Southwest Michigan field crop update – May 23, 2019
Southwest Michigan planting progress continues to crawl.
If a single word can describe a planting season, 2019’s word would be wet. Two words: too wet! Growers in southwest Michigan were able to make some progress dancing around thunderstorms on sandier fields this past week, but overall planting progress is still in the low teens for corn and maybe the upper single digits for soybeans. Bright spots in the region this growing season are St. Joseph and Branch counties, which have made substantially more progress than most other areas in southern Michigan.
Focus on figuring out if it is time to consider switching hybrids and soybean varieties to shorter day numbers. Also, focus on upgrading the lights on equipment so that when the weather does break, the 24-hour-a-day marathon to get crops in the ground will be at least well illuminated.
One thing the wet spring last year did teach us is that later planted crops can still do quite well. Soybeans planted well into June last season yielded in the 65-bushel range. Shorter day corn was yielded very well. Conditions that follow the delayed planting have the most important impact on the success of the later planted crops. Warm weather really helped later planted corn catch up last season. We can anticipate these kinds of conditions will be important in 2019 as well.
See the “Weather” section at the bottom of this article for more information on the forecast and current weather conditions.
Both corn and soybeans that were planted early are growing, with challenges coming from wet conditions.
We are the furthest behind in corn planting than we have been since the USDA began tracking this back in 1980. Currently, Michigan is 19% planted for corn and 10% for soybean. Some farmers will need to consider whether prevented planting will be a viable option for some of their acres this year. Black cutworm larvae can be found in some fields, so monitor for these pests if you have corn that is out of the ground. The most advanced fields of corn (Branch County) are at the three-to-four-leaf stage. Most remain either in the bag or have not yet emerged.
Opportunities to spray herbicides undoubtably have also been limited. Keep an eye on both crop size and weed size, especially when applying delayed pre-emergence programs. Erin Burns, MSU Extension corn weed control specialist, reminds us that maximum crop height for delayed preemergence herbicides is available in the 2019 MSU Weed Control Guide (Table 1H, page 53 in the printed corn section, page 37 in the online corn PDF file) and maximum weed height for effective control in corn (Table 1I, page 54 in print, page 38 in the online corn PDF file).
If you plan on using an insecticide for controlling cutworms that uses an organophosphate component, check Table 1L (end of the corn section in the weed guide) to see if there may be an interaction with the herbicide you used or plan to use. This table is also handy if you used a soil applied insecticide to see if the herbicide you hope to use will have an interaction with the soil insecticide used. We also occasionally get into issues with seed corn maggot in fields where heavy amounts of winter annuals killed by tillage are rotting on or near the soil surface. Watch stands for signs of moving backwards soon after emergence. Seed corn maggots impact the seed and the plant near the soil line. They can impact both corn and soybeans.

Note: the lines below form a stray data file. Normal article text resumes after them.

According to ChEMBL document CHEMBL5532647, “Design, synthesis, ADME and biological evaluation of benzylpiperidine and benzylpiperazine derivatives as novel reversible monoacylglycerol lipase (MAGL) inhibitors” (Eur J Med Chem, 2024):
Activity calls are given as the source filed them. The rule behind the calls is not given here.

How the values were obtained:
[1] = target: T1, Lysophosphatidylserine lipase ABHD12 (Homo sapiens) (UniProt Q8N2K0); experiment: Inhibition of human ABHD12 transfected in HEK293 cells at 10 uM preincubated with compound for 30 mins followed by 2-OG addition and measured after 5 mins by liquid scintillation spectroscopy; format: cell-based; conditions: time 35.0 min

Early planted soybeans are growing very slowly in much of the area. Hopefully, warmer temperatures will help spur on growth.
Wheat continues to look quite good across southwest Michigan. There is a slight uptick in leaf diseases, but not as bad as expected given the extended wet conditions. Advanced fields are approaching the boot stage and flowering will probably occur in about two weeks. We have not seen much in the way of armyworm damage in wheat so far.
On the Field Crops Team’s Virtual Breakfast this week, wheat specialist Dennis Pennington sized up the wheat crop this year. He said wheat development is seven-to-10 days behind normal. Variability within fields is high with as much as three growth stages separating plants in the same field. This will make timing a head scab fungicide application difficult. The ideal timing would be when 50% of plants in the field have reached Feekes stage 10.5.1 when anthers can be seen on the head. Check the Fusarium Head Blight Prediction Center to see what the current risk is for head scab in Michigan.
If you have not been able to make a nitrogen application yet this year or think you might be short on nitrogen, Pennington said it’s not too late to make an application as the nitrogen uptake curve gets steep at this stage, but you will want to dilute the fertilizer to avoid burning the flag leaf.
Alfalfa continues to grow well in sandier fields with the moisture and cooler conditions. Continue to monitor for alfalfa weevil.
The only encouragement, if you can call it that, is that the rest of the Corn Belt is in the same situation as we are or worse. This past week, rainfall totals averaged 1.2 inches throughout the southwest and south-central region, but ranged from less than 0.5 inch to over 3 inches. We may have caught up just a touch on growing degree days (GDD), but we are still nearly a week behind. Soil temperatures are hovering in the mid-50s on average, so that should not be limiting.
According to MSU’s agricultural meteorologist Jeff Andresen, the jet stream is moving from southwest to northeast, which is expected to continue through the rest of the month and into early June. This will be bringing more chances of rain and a prime situation for moving southerly plant pests up to us. The 6-10-day outlook is calling for below normal temperatures and above normal rainfall, which won’t help as most of the ground is at 99% saturation.